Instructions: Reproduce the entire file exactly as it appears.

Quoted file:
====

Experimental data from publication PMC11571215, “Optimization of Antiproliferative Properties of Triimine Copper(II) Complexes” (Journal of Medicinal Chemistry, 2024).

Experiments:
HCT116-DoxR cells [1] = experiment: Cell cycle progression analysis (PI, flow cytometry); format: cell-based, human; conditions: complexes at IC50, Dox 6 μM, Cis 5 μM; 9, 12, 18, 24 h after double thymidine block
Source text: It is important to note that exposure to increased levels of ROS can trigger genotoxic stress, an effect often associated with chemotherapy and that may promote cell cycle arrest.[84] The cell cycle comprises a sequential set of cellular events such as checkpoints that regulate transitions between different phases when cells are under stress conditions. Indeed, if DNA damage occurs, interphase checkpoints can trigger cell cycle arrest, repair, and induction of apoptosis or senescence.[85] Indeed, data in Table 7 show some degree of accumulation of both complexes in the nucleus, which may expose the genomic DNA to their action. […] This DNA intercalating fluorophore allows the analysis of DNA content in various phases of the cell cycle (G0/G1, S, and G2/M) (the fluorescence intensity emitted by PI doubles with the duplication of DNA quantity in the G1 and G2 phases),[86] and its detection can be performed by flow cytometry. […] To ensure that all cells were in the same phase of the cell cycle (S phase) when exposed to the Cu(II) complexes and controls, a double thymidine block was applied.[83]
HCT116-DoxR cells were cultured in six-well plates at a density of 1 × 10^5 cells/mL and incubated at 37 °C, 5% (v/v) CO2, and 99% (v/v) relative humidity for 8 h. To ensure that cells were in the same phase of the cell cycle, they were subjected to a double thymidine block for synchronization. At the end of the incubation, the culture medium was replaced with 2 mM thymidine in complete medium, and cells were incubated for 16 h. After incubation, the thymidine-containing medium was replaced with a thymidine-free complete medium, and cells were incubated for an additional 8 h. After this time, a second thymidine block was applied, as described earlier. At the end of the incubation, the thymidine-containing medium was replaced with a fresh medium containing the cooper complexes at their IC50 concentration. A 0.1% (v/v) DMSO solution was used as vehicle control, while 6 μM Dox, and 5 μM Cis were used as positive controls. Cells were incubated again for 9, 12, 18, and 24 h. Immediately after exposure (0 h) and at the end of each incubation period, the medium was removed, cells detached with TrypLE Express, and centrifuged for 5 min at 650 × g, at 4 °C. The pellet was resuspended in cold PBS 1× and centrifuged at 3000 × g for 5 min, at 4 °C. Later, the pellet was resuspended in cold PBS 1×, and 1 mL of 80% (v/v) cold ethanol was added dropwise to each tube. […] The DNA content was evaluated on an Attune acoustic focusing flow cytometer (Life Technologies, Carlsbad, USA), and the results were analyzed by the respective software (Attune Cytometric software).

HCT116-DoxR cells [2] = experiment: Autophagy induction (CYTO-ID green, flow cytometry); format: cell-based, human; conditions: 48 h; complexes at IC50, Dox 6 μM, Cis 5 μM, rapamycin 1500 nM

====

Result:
Experimental data from publication PMC11571215, “Optimization of Antiproliferative Properties of Triimine Copper(II) Complexes” (Journal of Medicinal Chemistry, 2024).

Experiments:
HCT116-DoxR cells [1] = experiment: Cell cycle progression analysis (PI, flow cytometry); format: cell-based, human; conditions: complexes at IC50, Dox 6 μM, Cis 5 μM; 9, 12, 18, 24 h after double thymidine block
Source text: It is important to note that exposure to increased levels of ROS can trigger genotoxic stress, an effect often associated with chemotherapy and that may promote cell cycle arrest.[84] The cell cycle comprises a sequential set of cellular events such as checkpoints that regulate transitions between different phases when cells are under stress conditions. Indeed, if DNA damage occurs, interphase checkpoints can trigger cell cycle arrest, repair, and induction of apoptosis or senescence.[85] Indeed, data in Table 7 show some degree of accumulation of both complexes in the nucleus, which may expose the genomic DNA to their action. […] This DNA intercalating fluorophore allows the analysis of DNA content in various phases of the cell cycle (G0/G1, S, and G2/M) (the fluorescence intensity emitted by PI doubles with the duplication of DNA quantity in the G1 and G2 phases),[86] and its detection can be performed by flow cytometry. […] To ensure that all cells were in the same phase of the cell cycle (S phase) when exposed to the Cu(II) complexes and controls, a double thymidine block was applied.[83]
HCT116-DoxR cells were cultured in six-well plates at a density of 1 × 10^5 cells/mL and incubated at 37 °C, 5% (v/v) CO2, and 99% (v/v) relative humidity for 8 h. To ensure that cells were in the same phase of the cell cycle, they were subjected to a double thymidine block for synchronization. At the end of the incubation, the culture medium was replaced with 2 mM thymidine in complete medium, and cells were incubated for 16 h. After incubation, the thymidine-containing medium was replaced with a thymidine-free complete medium, and cells were incubated for an additional 8 h. After this time, a second thymidine block was applied, as described earlier. At the end of the incubation, the thymidine-containing medium was replaced with a fresh medium containing the cooper complexes at their IC50 concentration. A 0.1% (v/v) DMSO solution was used as vehicle control, while 6 μM Dox, and 5 μM Cis were used as positive controls. Cells were incubated again for 9, 12, 18, and 24 h. Immediately after exposure (0 h) and at the end of each incubation period, the medium was removed, cells detached with TrypLE Express, and centrifuged for 5 min at 650 × g, at 4 °C. The pellet was resuspended in cold PBS 1× and centrifuged at 3000 × g for 5 min, at 4 °C. Later, the pellet was resuspended in cold PBS 1×, and 1 mL of 80% (v/v) cold ethanol was added dropwise to each tube. […] The DNA content was evaluated on an Attune acoustic focusing flow cytometer (Life Technologies, Carlsbad, USA), and the results were analyzed by the respective software (Attune Cytometric software).

HCT116-DoxR cells [2] = experiment: Autophagy induction (CYTO-ID green, flow cytometry); format: cell-based, human; conditions: 48 h; complexes at IC50, Dox 6 μM, Cis 5 μM, rapamycin 1500 nM